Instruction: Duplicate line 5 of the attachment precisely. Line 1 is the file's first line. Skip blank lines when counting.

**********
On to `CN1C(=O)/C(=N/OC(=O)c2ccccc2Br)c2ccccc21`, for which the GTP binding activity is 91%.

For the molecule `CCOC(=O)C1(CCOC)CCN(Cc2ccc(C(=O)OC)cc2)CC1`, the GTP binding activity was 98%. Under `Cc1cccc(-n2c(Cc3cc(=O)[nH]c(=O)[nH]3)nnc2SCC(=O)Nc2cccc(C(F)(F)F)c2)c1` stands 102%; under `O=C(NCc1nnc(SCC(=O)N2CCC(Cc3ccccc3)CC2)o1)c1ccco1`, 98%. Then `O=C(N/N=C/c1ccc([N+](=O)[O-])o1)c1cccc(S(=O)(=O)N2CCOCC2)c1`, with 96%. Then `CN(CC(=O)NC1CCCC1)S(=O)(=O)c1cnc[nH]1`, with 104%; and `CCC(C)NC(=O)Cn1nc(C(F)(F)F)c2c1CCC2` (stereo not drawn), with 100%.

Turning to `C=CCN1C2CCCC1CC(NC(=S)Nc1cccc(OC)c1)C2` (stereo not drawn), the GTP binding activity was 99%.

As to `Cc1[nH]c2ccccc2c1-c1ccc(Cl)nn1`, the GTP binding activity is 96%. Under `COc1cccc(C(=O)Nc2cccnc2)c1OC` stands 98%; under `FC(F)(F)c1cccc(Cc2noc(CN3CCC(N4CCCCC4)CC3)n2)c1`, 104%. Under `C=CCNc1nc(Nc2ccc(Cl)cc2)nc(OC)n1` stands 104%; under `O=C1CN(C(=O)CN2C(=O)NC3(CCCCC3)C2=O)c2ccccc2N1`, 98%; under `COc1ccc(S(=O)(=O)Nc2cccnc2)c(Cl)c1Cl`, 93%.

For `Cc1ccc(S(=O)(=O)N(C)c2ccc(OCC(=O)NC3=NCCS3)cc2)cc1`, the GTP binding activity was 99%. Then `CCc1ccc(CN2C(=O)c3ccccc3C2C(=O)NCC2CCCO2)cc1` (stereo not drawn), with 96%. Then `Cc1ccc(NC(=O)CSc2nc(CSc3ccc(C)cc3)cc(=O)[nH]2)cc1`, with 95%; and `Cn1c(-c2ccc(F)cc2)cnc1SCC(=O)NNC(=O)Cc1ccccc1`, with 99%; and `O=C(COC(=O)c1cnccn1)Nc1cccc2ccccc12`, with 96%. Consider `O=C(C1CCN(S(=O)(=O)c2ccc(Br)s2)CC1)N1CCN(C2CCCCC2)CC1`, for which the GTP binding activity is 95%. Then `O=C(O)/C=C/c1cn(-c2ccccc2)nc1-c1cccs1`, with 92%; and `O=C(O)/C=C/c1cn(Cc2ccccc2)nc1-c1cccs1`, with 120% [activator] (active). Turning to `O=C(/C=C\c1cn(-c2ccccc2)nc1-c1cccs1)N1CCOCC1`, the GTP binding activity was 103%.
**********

For `Cc1ccc(S(=O)(=O)N(C)c2ccc(OCC(=O)NC3=NCCS3)cc2)cc1`, the GTP binding activity was 99%. Then `CCc1ccc(CN2C(=O)c3ccccc3C2C(=O)NCC2CCCO2)cc1` (stereo not drawn), with 96%. Then `Cc1ccc(NC(=O)CSc2nc(CSc3ccc(C)cc3)cc(=O)[nH]2)cc1`, with 95%; and `Cn1c(-c2ccc(F)cc2)cnc1SCC(=O)NNC(=O)Cc1ccccc1`, with 99%; and `O=C(COC(=O)c1cnccn1)Nc1cccc2ccccc12`, with 96%. Consider `O=C(C1CCN(S(=O)(=O)c2ccc(Br)s2)CC1)N1CCN(C2CCCCC2)CC1`, for which the GTP binding activity is 95%. Then `O=C(O)/C=C/c1cn(-c2ccccc2)nc1-c1cccs1`, with 92%; and `O=C(O)/C=C/c1cn(Cc2ccccc2)nc1-c1cccs1`, with 120% [activator] (active). Turning to `O=C(/C=C\c1cn(-c2ccccc2)nc1-c1cccs1)N1CCOCC1`, the GTP binding activity was 103%.